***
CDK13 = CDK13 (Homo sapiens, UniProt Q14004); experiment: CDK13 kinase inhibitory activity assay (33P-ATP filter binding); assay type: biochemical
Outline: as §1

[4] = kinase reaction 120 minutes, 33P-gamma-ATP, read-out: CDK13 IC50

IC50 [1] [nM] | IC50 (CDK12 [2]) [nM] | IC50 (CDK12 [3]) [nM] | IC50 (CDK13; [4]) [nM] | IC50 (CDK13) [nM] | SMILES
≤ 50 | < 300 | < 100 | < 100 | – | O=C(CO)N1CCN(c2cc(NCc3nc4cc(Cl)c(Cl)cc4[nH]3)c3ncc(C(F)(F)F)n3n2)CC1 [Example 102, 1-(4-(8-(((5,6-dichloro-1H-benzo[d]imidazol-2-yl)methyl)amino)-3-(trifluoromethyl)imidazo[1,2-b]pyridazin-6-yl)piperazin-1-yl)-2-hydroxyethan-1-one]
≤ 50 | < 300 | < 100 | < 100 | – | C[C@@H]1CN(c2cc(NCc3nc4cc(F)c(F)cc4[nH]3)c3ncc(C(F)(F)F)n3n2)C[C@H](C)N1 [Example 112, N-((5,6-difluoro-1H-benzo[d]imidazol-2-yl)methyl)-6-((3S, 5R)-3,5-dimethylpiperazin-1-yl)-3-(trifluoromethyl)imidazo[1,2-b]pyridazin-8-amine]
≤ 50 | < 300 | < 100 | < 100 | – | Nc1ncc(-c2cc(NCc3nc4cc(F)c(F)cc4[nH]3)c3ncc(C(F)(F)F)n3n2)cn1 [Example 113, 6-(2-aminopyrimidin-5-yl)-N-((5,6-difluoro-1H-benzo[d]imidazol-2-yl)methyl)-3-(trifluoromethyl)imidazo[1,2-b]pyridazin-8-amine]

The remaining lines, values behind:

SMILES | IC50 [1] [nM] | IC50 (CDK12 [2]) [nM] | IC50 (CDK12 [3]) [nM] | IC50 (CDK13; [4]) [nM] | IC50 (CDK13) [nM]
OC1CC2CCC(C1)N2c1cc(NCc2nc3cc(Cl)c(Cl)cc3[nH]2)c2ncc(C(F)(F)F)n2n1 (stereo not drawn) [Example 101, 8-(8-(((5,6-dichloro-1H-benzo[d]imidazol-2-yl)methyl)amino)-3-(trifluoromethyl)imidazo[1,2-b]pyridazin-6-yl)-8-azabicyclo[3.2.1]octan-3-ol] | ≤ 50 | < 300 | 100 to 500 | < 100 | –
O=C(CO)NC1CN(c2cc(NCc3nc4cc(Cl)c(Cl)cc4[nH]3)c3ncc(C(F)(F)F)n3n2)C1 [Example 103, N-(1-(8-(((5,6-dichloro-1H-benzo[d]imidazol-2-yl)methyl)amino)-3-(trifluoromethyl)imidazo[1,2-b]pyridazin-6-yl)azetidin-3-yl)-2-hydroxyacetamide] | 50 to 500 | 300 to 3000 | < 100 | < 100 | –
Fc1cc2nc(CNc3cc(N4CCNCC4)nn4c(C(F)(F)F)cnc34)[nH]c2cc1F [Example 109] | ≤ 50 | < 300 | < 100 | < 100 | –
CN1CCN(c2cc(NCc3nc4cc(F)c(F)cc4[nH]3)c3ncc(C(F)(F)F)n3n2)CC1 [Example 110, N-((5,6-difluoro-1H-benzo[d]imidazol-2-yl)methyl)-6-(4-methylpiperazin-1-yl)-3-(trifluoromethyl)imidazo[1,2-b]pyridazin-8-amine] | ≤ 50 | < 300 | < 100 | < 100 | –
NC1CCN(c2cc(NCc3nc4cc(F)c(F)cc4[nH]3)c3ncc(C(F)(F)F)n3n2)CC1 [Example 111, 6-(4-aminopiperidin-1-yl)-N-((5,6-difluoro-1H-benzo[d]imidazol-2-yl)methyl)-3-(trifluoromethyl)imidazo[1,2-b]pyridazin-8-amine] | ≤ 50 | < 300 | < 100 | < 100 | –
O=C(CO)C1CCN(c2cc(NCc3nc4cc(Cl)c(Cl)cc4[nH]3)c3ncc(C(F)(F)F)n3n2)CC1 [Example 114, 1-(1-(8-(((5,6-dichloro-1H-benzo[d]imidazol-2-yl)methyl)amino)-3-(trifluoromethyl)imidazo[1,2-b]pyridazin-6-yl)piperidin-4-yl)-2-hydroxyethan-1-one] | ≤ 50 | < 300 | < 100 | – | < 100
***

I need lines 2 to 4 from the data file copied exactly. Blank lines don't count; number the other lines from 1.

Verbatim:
Outline: as §1

[4] = kinase reaction 120 minutes, 33P-gamma-ATP, read-out: CDK13 IC50

IC50 [1] [nM] | IC50 (CDK12 [2]) [nM] | IC50 (CDK12 [3]) [nM] | IC50 (CDK13; [4]) [nM] | IC50 (CDK13) [nM] | SMILES